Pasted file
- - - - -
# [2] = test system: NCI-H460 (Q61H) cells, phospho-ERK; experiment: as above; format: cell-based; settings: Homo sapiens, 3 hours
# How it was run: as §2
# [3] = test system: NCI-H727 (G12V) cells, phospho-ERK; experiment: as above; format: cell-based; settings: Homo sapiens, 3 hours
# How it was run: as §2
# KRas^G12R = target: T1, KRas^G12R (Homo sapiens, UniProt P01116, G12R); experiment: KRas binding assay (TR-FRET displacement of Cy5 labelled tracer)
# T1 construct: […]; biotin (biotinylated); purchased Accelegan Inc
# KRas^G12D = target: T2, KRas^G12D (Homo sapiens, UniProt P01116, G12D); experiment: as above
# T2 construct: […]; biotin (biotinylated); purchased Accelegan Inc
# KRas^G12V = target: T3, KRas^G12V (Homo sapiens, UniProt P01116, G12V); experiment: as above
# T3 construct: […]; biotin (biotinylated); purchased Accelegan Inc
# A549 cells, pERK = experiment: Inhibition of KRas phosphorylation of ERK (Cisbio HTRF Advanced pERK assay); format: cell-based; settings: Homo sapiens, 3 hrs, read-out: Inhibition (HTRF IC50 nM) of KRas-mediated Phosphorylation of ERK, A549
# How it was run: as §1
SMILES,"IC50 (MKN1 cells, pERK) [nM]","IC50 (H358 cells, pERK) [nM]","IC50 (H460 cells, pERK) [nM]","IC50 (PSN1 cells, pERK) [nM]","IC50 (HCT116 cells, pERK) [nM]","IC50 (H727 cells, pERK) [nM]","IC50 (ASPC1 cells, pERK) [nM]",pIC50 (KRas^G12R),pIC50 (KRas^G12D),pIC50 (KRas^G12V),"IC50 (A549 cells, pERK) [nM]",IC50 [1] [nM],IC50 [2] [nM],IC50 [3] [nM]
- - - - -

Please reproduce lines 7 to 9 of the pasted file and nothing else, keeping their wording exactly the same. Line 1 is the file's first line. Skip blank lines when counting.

# KRas^G12D = target: T2, KRas^G12D (Homo sapiens, UniProt P01116, G12D); experiment: as above
# T2 construct: […]; biotin (biotinylated); purchased Accelegan Inc
# KRas^G12V = target: T3, KRas^G12V (Homo sapiens, UniProt P01116, G12V); experiment: as above